If the property you’re planning to buy is your second property, i.e. a second home or a buy-to-let property, then you will have to pay an extra 3% in Stamp Duty.
This, along with other financial reasons, is why a lot of people choose to have a spouse’s or other family member’s name on the deeds to their property, rather than their own.
Using a Joint Borrower Sole Proprietor BTL mortgage for tax purposes
In the past, couples have set up a Buy to Let mortgage in the sole name of the lowest earner as this would mean they would pay less tax.
However, buy to let mortgages have stricter criteria now and lenders require the person on the mortgage to have an income.
Therefore, a stay at home parent or the person with less income may no longer be accepted as the sole applicant and with many lenders (although there are specialists still available) the mortgage could be rejected.
That’s why many couples and spouses now turn to a Joint Applicant Sole Proprietor buy to let mortgage as it could allow the ownership of the property to remain in the lower earner’s name yet have both parties contribute towards the mortgage repayments.
Can my partner take out a Joint Borrower Sole Proprietor mortgage so we can avoid stamp duty?
Yes, this same logic could also be applied for stamp duty on a residential purchase too.
For example, if one person in the couple already owns a home but the other is a first time buyer, the first time buyer’s name can be used on the property deeds while the others is not.
As the first time buyer would be exempt from stamp duty and the partner/spouse wouldn’t be on the deeds of the property, the couple could avoid paying stamp duty, potentially saving a lot of money.
Using a Joint Borrower Sole Proprietor mortgage for protecting assets
Many people who own a business or other venture may wish to protect their home in the event that their business fails, as this could lead to their home being seized or taken as payment for any debt.
A JBSP mortgage allows business owners to put their home in a partner’s name, therefore keeping the property completely separated from all other assets that could be taken.
The person with the business may contribute towards the mortgage however in order for their home to not be exposed and to not be taken into account when their tax bill is calculated, their name must remain off of the property deeds.
What should I consider before getting a Joint Borrower Sole Proprietor mortgage?
A JBSP mortgage, like any mortgage, is a huge financial decision, so it’s good to know exactly where you and anyone else on the mortgage stand.
We’ve listed some commonly asked questions below to help you gain some information on whether this type of mortgage is right for you.
What happens if the relationship breaks down between the homeowner and the person who has agreed to be on the mortgage?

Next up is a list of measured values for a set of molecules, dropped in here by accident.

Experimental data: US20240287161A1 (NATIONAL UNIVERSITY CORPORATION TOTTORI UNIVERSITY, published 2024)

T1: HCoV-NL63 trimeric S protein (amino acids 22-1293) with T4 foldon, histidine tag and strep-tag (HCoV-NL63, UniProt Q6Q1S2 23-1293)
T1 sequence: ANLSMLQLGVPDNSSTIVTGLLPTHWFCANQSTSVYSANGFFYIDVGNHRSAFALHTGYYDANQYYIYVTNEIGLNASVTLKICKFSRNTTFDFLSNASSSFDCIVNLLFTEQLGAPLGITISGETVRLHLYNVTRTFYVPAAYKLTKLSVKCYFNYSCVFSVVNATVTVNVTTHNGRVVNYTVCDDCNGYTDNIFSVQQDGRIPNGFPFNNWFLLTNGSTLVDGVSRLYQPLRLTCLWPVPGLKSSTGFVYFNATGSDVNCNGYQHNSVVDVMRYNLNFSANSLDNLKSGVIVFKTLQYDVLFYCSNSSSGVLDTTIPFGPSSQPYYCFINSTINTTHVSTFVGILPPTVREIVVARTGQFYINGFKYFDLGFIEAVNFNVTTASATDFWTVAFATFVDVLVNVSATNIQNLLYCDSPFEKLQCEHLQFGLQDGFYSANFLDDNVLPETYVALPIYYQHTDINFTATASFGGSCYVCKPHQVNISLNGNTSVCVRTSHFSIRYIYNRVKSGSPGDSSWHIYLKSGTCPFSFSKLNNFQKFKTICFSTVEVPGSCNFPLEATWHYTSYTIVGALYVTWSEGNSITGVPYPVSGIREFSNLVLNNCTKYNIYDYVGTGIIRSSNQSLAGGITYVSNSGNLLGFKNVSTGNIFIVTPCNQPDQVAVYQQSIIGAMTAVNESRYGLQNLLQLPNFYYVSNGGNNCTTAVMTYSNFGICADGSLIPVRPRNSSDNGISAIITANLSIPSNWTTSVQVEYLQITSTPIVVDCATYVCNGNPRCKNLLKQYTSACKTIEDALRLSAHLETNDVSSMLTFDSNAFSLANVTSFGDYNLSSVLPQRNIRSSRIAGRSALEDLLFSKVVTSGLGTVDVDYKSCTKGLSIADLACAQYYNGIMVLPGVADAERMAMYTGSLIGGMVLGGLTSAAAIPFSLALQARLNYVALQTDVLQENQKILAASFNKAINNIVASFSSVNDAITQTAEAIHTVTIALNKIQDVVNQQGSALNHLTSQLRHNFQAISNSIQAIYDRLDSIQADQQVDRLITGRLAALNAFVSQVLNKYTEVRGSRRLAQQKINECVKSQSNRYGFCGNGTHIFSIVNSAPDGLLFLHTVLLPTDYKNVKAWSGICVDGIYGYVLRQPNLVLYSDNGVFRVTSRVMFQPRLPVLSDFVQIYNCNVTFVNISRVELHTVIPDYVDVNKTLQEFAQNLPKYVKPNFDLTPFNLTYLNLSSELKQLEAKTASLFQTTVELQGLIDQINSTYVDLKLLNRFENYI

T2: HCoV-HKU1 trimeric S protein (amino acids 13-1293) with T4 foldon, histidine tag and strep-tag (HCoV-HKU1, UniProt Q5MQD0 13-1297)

It could be It can be a fairly difficult and timely process for the non-legal owner to have their name removed from the mortgage, if the relationship breaks down.
Because of the nature of a joint application sole proprietor mortgage, it is often unlikely that the legal owner can afford the mortgage on their own, although not always the case.
This can result in the non-legal owner being faced with a costly legal battle, which is why a joint application sole proprietor mortgage should never be taken out lightly.
This is also another reason why an exit plan agreed on by all parties is so important, and why most lenders will always ask that all parties seek independent legal advice before proceeding.
Will any future changes of circumstances have an affect on your mortgage?
You should also consider potential future factors including:
Inflation and how this could affect your affordability
Increase of mortgage rates and how this could affect your mortgage repayments
A relationship or marriage - they may want to contribute to the mortgage and have their name on the property deeds
A change for the non-owner applicant, who may want to buy a property or take some line of credit, and this mortgage may get in the way of them borrowing what they want if affordability is tight on them evidencing they can cover the cost of both mortgages. Similarly, if they want to refinance an existing mortgage, or you both want to remortgage the joint borrower sole proprietor mortgage, if they have taken other credit since, affordability may be an issue.
Do you have an exit plan for your joint owner sole proprietor mortgage?
Before you and the person who has agreed to apply for the mortgage with you commits, it can be helpful for everyone involved to know what you plan to do in the future regarding your mortgage.
For example, you may want to get the mortgage in your own name one day, or perhaps in the future change the names on the mortgage to include a partner or spouse.
You should also have an exit plan and for most this would be refinancing the property into sole name, as/when their income increases or the mortgage decreases, to make this affordable.
In the event that you are unable to keep up with your mortgage repayments as the additional person on your mortgage will then be liable to pay them. In this case, your only option may be to sell your property to pay back your mortgage and avoid burdening the other person involved.